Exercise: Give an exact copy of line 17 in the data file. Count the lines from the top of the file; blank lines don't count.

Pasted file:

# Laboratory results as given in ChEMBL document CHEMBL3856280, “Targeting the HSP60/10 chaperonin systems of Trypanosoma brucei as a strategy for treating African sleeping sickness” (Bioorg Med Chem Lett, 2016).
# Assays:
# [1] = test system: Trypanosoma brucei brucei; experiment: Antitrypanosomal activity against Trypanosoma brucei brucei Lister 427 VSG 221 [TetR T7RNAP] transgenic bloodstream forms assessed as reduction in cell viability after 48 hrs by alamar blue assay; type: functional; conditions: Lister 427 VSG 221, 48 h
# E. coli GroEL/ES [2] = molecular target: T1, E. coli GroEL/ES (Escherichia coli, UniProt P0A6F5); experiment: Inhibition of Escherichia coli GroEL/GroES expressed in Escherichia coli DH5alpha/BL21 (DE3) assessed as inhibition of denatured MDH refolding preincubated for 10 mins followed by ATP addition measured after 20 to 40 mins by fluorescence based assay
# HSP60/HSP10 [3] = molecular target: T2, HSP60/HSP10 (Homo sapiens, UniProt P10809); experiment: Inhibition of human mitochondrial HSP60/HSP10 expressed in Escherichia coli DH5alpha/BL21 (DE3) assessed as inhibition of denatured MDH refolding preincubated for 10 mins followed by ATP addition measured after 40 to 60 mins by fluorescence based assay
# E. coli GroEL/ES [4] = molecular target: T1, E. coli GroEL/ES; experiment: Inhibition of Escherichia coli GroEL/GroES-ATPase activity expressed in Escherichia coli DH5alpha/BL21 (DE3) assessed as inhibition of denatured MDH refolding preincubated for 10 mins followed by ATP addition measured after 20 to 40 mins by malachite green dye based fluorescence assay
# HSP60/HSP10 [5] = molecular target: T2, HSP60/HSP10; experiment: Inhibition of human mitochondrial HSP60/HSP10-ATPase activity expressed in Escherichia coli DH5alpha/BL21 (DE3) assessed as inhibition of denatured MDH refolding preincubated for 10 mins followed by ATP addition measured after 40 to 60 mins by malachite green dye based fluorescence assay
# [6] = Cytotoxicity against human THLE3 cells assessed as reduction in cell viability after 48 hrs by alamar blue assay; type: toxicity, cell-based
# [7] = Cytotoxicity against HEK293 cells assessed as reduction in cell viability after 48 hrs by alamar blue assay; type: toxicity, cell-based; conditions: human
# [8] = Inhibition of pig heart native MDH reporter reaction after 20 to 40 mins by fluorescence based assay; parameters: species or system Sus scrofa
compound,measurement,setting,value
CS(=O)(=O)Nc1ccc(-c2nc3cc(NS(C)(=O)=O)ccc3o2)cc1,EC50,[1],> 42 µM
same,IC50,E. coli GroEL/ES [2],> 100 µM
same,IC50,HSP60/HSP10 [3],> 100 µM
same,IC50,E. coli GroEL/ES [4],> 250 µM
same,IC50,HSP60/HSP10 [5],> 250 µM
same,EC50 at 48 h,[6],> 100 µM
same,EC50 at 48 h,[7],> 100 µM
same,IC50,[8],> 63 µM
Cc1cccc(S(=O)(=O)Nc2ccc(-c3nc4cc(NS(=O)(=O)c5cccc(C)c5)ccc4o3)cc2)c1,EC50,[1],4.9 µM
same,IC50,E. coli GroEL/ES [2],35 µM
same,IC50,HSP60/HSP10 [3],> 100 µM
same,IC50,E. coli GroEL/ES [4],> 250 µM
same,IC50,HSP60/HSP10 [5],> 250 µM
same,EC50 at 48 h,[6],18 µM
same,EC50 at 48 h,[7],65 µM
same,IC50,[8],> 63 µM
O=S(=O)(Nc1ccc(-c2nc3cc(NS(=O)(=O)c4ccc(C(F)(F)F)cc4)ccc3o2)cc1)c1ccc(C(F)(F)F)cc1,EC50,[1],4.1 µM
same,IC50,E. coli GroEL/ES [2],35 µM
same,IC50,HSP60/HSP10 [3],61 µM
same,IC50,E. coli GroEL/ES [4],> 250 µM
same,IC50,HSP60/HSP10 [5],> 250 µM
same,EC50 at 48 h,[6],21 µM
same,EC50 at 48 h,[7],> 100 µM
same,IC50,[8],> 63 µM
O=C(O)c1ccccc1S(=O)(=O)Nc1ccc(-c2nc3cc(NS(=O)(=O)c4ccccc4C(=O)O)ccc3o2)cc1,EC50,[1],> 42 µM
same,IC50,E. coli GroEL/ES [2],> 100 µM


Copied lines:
same,EC50 at 48 h,[6],> 100 µM